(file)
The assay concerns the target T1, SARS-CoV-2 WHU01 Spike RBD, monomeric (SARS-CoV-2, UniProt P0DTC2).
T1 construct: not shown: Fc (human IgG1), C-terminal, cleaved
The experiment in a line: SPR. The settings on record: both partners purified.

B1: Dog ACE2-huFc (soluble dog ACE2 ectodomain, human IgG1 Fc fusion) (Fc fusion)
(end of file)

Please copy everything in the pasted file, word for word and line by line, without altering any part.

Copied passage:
The assay concerns the target T1, SARS-CoV-2 WHU01 Spike RBD, monomeric (SARS-CoV-2, UniProt P0DTC2).
T1 construct: not shown: Fc (human IgG1), C-terminal, cleaved
The experiment in a line: SPR. The settings on record: both partners purified.

B1: Dog ACE2-huFc (soluble dog ACE2 ectodomain, human IgG1 Fc fusion) (Fc fusion)